One part of the Affordable Care Act has become less affordable: call centers. Maximus, the company that runs the phone banks to enroll people in Connecticut, originally said it would charge the state $15 million over roughly three years.
The state now says the cost of that contract could nearly double.
State officials say they expected about 100,000 people to enroll in the first year of Obamacare. They were wrong. In the end, more than 200,000 people enrolled. That's a good thing if you're an advocate of more health insurance for more people.
It was a challenge for Maximus, the firm paid to run the call center for the state's health insurance exchange, because Maximus was woefully understaffed.
"We tried to give them projections of enrollment and we counted on them to translate that into number of bodies," said Kevin Counihan, the head of Access Health CT. "We were wrong on the enrollment, and they were wrong on bodies."
Counihan said Maximus has had to triple the number of the people taking phone calls. Because of the pricing structure, the more people that call, and the longer they stay on the phone, the more Counihan's agency has to pay.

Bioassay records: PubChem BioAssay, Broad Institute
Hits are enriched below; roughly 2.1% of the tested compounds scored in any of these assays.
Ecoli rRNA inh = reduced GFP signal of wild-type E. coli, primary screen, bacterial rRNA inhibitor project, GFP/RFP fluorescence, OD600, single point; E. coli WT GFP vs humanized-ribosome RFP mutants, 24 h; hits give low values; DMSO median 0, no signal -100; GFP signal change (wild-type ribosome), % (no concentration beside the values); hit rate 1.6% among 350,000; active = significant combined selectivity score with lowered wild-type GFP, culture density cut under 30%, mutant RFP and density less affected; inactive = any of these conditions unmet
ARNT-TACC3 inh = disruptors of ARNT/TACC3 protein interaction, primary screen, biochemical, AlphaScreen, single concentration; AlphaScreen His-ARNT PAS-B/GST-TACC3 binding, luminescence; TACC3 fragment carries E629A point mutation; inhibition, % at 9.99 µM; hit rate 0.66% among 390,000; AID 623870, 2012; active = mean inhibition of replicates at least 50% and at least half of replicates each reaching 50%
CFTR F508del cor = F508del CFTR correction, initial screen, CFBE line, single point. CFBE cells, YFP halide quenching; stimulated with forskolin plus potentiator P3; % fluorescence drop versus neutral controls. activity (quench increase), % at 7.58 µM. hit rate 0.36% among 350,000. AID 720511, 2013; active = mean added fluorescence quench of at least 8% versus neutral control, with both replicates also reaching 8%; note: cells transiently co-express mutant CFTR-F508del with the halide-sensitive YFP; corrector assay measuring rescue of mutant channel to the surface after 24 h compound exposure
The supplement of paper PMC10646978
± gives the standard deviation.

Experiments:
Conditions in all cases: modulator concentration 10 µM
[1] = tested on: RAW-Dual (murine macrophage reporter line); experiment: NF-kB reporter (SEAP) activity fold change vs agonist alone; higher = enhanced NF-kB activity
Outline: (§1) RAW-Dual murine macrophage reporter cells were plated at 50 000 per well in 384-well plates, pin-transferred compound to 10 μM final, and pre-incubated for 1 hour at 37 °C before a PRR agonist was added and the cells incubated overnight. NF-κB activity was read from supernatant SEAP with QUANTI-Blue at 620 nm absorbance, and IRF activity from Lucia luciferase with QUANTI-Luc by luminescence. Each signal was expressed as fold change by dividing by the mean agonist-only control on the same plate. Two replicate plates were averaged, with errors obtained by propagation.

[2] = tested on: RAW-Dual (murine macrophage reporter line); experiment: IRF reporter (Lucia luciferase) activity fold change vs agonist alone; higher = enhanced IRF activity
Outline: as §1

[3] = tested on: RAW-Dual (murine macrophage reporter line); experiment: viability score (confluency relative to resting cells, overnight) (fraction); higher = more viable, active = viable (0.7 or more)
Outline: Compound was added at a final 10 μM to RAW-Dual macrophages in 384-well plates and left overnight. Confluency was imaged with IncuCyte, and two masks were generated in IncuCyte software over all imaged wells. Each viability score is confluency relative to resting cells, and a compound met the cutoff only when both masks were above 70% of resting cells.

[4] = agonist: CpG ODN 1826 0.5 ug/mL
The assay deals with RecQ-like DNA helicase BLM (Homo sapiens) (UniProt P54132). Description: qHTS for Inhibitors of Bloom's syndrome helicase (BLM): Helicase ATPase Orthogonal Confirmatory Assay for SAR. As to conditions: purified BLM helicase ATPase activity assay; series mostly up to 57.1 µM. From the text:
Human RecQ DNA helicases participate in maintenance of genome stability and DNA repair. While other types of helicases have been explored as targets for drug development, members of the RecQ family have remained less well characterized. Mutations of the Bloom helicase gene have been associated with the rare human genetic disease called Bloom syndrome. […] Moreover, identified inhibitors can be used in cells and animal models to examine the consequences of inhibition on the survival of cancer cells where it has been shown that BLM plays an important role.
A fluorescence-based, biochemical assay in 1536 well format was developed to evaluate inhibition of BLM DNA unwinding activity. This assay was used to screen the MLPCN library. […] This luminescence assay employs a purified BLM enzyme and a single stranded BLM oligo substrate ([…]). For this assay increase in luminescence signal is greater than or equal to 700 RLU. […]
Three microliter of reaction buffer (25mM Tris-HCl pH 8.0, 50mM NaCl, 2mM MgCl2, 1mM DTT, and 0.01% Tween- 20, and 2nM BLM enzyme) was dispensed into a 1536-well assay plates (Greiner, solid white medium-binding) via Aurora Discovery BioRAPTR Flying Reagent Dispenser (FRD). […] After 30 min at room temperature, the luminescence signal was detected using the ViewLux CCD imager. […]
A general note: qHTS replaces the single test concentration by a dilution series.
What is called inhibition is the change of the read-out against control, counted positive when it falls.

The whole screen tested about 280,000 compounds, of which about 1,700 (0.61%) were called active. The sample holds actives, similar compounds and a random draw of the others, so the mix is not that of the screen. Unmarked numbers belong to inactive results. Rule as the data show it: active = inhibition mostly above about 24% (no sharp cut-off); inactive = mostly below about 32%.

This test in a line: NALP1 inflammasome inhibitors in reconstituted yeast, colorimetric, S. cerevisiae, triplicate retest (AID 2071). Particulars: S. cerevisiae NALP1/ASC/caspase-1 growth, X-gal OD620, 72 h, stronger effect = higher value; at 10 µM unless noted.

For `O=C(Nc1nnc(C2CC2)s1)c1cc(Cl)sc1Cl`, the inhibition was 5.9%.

Pricing details of the original three-year contract with Maximus are hard to come by. The company said they're proprietary, and is fighting their release, but it has said that the contract was first valued at $15 million.
Now, in just the first year of its contract with Maximus, Access Health CT expects to pay about $11.1 million. Next year, it projects a $10.5 million price tag. That's a total of almost $22 million in the first two years. Counihan said the change may have caused his chief financial officer some concern.
Otherwise, "It's a great problem to have," Counihan said. "I mean, if you look at our mission, which is to get people insured, which is to get people access to health care, which is to reduce the number of uninsured in our state, it's a great problem to have."
Maximus, through its attorney, did not respond to a request for comment.